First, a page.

Tuesday, April 22, 2008

Al-Qaida No. 2: new audiotape released today

The Associated Press
Tuesday, April 22, 2008; 6:12 AM

CAIRO, Egypt -- Osama bin Laden's chief deputy warns that al-Qaida still has plans to target Western countries involved in the Iraq war in a new audiotape released Tuesday to answer questions posed by followers.

The voice in the lengthy file posted on an Islamic Web site, could not be immediately confirmed as al-Qaida No. 2 Ayman al-Zawahri's. But it sounded like past audiotapes from the terror leader.

The tape is billed as the second installment of al-Zawahri's answers to more than 900 questions submitted on extremist Internet sites by al-Qaida supporters, critics and journalists in December.

Asked by one follower if the terror group still had plans to attack Western countries that participated in the U.S.-led invasion of Iraq and subsequent war, al-Zawahri said: "My answer is: Yes! We think that any country that has joined aggression on Muslims must be deterred."

Asked if there are any women in al-Qaida, the terror leader answered simply: "No."

In another answer, al-Zawahri said it was against Islamic religious law for any Muslim to live permanently in a Western country "under the laws of the infidels."

In his first response to questions earlier this month, al-Zawahri rejected the criticism of attacks by the terror network's followers, which have killed thousands, and maintained that the group does not kill innocent people.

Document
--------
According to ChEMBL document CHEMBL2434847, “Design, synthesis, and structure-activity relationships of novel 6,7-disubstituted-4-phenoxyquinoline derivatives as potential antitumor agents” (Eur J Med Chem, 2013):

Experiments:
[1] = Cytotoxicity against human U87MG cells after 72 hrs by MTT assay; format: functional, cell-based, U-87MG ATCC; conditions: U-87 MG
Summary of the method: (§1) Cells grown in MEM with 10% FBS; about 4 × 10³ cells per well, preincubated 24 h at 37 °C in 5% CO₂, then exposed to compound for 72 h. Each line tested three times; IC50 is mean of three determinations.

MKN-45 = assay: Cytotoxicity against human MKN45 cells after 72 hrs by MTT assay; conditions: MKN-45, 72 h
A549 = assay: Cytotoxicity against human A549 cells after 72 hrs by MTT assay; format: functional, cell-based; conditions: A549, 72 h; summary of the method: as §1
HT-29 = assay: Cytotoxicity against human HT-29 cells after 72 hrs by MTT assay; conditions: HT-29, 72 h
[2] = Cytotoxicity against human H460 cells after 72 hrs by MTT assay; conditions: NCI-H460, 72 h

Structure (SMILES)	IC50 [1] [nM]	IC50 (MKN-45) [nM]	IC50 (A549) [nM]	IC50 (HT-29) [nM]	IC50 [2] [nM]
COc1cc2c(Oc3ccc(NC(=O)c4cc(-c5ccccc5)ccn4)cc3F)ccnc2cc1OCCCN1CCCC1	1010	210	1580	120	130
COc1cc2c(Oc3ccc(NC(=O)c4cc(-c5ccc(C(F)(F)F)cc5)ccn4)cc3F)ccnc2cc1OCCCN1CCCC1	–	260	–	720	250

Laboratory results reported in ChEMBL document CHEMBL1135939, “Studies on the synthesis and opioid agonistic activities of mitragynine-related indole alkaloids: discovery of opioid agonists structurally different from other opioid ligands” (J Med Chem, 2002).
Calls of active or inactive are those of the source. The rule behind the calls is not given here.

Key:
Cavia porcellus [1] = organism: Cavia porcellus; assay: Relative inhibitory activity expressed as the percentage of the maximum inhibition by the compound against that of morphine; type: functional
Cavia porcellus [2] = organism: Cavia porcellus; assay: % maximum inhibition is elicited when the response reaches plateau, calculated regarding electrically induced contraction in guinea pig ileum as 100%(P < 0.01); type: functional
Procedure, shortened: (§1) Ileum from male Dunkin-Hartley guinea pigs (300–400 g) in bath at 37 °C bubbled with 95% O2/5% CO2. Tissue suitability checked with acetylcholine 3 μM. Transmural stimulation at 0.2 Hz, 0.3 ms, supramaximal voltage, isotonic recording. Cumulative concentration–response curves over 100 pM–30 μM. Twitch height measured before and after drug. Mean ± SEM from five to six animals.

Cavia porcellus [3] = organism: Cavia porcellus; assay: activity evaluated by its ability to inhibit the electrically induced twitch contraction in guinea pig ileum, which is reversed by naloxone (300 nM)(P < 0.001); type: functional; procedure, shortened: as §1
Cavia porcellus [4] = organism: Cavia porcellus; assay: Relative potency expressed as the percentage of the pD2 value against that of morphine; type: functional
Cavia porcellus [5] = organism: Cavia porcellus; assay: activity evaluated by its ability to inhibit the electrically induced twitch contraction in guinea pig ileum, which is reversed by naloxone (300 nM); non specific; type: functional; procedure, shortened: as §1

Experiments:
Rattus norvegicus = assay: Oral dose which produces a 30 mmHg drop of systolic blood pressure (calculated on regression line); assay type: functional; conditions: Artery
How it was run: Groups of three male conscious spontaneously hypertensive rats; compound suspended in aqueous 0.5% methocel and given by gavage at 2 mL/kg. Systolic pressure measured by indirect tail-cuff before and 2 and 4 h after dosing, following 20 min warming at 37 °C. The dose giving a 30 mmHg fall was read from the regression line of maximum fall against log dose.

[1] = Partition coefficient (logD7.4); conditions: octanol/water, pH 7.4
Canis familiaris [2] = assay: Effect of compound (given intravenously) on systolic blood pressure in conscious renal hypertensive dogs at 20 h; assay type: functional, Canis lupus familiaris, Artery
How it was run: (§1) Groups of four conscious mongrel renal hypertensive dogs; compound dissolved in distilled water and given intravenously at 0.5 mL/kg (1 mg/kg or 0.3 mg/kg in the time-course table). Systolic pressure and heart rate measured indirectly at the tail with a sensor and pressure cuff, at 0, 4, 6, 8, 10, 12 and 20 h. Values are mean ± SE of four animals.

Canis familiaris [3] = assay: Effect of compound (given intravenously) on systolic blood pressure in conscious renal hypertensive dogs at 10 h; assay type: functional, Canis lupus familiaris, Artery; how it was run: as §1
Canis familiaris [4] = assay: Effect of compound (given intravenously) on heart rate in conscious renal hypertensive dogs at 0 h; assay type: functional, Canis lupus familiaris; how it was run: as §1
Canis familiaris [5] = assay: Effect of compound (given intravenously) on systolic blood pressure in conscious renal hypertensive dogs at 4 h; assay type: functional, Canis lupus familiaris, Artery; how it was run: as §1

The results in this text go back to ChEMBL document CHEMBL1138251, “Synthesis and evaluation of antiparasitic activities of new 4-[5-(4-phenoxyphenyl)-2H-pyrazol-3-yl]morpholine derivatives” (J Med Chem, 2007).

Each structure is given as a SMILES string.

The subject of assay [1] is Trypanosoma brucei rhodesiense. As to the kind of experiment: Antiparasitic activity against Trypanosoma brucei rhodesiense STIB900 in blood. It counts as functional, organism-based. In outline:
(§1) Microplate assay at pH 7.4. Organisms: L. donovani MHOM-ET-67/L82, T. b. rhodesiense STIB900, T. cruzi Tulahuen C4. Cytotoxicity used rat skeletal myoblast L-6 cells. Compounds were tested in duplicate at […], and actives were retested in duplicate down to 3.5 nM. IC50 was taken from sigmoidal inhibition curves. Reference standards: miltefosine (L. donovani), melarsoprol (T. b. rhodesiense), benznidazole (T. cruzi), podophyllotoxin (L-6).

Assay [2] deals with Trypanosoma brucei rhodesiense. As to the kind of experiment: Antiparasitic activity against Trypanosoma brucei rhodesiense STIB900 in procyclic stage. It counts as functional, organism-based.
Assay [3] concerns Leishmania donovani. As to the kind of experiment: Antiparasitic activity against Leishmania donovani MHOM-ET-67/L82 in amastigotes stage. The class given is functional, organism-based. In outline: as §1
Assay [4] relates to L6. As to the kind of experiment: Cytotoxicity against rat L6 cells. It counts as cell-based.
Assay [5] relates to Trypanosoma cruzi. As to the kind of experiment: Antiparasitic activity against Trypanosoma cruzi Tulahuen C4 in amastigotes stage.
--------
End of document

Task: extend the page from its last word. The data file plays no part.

Al-Qaida has claimed responsibility for the Sept. 11 attacks that killed nearly 3,000 people in New York and Washington in 2001, while its affiliates in Iraq, Afghanistan and Algeria regularly set off bombs in crowded urban areas that have taken thousands of lives.

Al-Qaida's media arm, Al-Sahab, announced in December that al-Zawahri would take questions from the public posted on Islamic militant Web sites and would respond "as soon as possible."

Queries were submitted on the main Islamist Web site until the cutoff date of Jan. 16. After the deadline, the questions disappeared from the site.

According to the questions, self-proclaimed al-Qaida supporters appeared to be as much in the dark about the terror network's operations and intentions as Western analysts and intelligence agencies.

The questioners appeared uncertain whether al-Qaida's central leadership directly controls the multiple, small militant groups around the Middle East that work in its name, or whether those groups operate on their own.

Some asked if al-Qaida had a long-term strategy, while others wanted advice about conducting Islamic holy war. (Washington Post)


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